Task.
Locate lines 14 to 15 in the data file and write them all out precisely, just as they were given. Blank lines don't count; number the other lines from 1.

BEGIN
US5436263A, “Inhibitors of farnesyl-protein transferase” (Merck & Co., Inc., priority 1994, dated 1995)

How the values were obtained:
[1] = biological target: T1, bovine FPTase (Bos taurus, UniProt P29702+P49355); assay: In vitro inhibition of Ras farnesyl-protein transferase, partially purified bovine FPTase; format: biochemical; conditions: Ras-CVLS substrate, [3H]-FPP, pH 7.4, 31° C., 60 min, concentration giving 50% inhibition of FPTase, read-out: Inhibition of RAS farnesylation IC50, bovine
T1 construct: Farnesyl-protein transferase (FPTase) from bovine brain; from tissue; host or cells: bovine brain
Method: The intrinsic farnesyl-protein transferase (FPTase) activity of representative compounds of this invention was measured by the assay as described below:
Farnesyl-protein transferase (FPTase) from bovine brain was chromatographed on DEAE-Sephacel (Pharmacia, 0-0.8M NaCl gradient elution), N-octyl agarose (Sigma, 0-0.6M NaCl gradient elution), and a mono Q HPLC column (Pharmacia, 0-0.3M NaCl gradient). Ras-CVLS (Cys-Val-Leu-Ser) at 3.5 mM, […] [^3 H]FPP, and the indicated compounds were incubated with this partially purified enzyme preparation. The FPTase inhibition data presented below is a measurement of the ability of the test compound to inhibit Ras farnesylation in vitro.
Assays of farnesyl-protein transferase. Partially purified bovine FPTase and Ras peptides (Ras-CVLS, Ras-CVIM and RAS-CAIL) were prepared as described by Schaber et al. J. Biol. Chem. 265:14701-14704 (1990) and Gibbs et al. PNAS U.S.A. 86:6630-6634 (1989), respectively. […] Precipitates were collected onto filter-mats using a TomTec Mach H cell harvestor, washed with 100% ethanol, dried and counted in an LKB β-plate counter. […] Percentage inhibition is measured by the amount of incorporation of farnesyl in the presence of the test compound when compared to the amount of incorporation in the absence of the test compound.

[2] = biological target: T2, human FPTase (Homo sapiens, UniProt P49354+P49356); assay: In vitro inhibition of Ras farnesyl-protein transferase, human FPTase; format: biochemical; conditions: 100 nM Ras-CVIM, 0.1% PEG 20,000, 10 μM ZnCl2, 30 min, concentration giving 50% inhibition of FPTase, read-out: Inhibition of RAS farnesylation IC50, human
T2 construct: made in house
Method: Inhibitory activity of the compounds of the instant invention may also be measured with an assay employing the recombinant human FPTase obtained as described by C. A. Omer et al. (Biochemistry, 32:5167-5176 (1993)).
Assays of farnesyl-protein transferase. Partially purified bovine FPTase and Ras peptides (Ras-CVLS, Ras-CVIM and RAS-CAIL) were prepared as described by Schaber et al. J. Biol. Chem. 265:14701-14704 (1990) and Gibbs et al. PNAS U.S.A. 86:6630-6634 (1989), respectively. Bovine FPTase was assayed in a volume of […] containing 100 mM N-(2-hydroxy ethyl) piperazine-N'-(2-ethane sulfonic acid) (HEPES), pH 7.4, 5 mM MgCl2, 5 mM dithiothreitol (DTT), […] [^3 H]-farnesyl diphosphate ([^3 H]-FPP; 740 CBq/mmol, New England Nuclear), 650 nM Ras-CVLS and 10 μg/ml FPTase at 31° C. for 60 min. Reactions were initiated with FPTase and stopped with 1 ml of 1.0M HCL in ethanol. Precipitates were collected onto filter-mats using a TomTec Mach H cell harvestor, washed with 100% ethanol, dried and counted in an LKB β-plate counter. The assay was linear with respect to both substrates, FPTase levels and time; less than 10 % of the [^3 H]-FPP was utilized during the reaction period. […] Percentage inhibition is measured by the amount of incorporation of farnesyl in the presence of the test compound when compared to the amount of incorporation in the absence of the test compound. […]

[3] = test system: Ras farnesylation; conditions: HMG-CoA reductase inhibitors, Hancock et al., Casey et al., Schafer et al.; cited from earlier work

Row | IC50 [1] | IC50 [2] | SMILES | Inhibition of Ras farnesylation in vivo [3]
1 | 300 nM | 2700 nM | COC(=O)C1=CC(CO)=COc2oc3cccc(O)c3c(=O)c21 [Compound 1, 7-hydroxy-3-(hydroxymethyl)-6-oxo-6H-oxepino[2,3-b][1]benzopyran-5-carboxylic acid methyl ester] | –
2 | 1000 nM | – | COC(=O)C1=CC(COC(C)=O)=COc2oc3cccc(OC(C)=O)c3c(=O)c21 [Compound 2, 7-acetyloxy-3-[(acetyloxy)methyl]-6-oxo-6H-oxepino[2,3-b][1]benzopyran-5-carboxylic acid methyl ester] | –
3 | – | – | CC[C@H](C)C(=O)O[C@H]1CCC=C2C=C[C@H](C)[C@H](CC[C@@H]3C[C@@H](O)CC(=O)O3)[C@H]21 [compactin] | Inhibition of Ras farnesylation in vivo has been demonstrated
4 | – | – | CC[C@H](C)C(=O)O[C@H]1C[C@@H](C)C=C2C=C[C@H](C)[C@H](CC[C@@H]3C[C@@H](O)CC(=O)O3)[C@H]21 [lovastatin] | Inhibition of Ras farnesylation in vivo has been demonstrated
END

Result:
1 | 300 nM | 2700 nM | COC(=O)C1=CC(CO)=COc2oc3cccc(O)c3c(=O)c21 [Compound 1, 7-hydroxy-3-(hydroxymethyl)-6-oxo-6H-oxepino[2,3-b][1]benzopyran-5-carboxylic acid methyl ester] | –
2 | 1000 nM | – | COC(=O)C1=CC(COC(C)=O)=COc2oc3cccc(OC(C)=O)c3c(=O)c21 [Compound 2, 7-acetyloxy-3-[(acetyloxy)methyl]-6-oxo-6H-oxepino[2,3-b][1]benzopyran-5-carboxylic acid methyl ester] | –